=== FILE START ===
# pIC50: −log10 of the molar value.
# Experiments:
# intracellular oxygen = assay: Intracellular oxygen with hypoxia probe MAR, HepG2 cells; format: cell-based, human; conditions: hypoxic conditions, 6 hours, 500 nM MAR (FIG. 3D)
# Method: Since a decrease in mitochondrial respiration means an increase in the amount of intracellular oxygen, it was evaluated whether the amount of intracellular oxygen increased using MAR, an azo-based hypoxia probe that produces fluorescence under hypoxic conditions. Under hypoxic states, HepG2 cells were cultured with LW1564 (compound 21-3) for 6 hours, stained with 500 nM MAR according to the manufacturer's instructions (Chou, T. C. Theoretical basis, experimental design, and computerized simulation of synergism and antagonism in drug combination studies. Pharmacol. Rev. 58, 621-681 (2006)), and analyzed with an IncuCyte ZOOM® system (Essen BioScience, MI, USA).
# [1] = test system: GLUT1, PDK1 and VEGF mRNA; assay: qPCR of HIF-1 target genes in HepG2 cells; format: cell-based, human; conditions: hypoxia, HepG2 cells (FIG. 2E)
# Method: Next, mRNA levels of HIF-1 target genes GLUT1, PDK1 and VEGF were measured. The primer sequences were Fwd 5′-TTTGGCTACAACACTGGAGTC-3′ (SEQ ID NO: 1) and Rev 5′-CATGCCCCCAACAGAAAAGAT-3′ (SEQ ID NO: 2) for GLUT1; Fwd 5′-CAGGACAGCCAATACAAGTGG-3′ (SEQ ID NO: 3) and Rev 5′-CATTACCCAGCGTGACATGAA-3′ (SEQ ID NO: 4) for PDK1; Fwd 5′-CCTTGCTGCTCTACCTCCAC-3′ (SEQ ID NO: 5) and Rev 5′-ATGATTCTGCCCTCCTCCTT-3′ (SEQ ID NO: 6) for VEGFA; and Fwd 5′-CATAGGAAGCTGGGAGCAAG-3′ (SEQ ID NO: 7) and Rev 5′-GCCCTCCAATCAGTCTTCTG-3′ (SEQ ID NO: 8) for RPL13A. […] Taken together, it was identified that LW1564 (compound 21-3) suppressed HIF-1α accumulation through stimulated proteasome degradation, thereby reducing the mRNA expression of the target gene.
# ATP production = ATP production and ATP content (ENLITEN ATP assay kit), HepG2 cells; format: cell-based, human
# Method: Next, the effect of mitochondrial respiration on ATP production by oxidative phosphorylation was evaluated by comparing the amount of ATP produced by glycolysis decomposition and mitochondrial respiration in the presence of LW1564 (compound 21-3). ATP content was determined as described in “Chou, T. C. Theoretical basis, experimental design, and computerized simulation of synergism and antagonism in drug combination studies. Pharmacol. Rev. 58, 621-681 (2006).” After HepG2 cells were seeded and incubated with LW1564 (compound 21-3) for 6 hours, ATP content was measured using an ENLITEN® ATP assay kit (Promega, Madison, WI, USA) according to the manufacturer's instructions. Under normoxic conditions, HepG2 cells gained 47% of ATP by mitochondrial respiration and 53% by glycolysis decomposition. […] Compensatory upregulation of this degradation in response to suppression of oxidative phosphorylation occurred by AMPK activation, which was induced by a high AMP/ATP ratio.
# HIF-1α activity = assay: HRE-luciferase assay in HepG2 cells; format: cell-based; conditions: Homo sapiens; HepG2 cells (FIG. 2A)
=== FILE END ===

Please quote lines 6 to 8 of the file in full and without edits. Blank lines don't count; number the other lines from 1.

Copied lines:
# Method: Next, mRNA levels of HIF-1 target genes GLUT1, PDK1 and VEGF were measured. The primer sequences were Fwd 5′-TTTGGCTACAACACTGGAGTC-3′ (SEQ ID NO: 1) and Rev 5′-CATGCCCCCAACAGAAAAGAT-3′ (SEQ ID NO: 2) for GLUT1; Fwd 5′-CAGGACAGCCAATACAAGTGG-3′ (SEQ ID NO: 3) and Rev 5′-CATTACCCAGCGTGACATGAA-3′ (SEQ ID NO: 4) for PDK1; Fwd 5′-CCTTGCTGCTCTACCTCCAC-3′ (SEQ ID NO: 5) and Rev 5′-ATGATTCTGCCCTCCTCCTT-3′ (SEQ ID NO: 6) for VEGFA; and Fwd 5′-CATAGGAAGCTGGGAGCAAG-3′ (SEQ ID NO: 7) and Rev 5′-GCCCTCCAATCAGTCTTCTG-3′ (SEQ ID NO: 8) for RPL13A. […] Taken together, it was identified that LW1564 (compound 21-3) suppressed HIF-1α accumulation through stimulated proteasome degradation, thereby reducing the mRNA expression of the target gene.
# ATP production = ATP production and ATP content (ENLITEN ATP assay kit), HepG2 cells; format: cell-based, human
# Method: Next, the effect of mitochondrial respiration on ATP production by oxidative phosphorylation was evaluated by comparing the amount of ATP produced by glycolysis decomposition and mitochondrial respiration in the presence of LW1564 (compound 21-3). ATP content was determined as described in “Chou, T. C. Theoretical basis, experimental design, and computerized simulation of synergism and antagonism in drug combination studies. Pharmacol. Rev. 58, 621-681 (2006).” After HepG2 cells were seeded and incubated with LW1564 (compound 21-3) for 6 hours, ATP content was measured using an ENLITEN® ATP assay kit (Promega, Madison, WI, USA) according to the manufacturer's instructions. Under normoxic conditions, HepG2 cells gained 47% of ATP by mitochondrial respiration and 53% by glycolysis decomposition. […] Compensatory upregulation of this degradation in response to suppression of oxidative phosphorylation occurred by AMPK activation, which was induced by a high AMP/ATP ratio.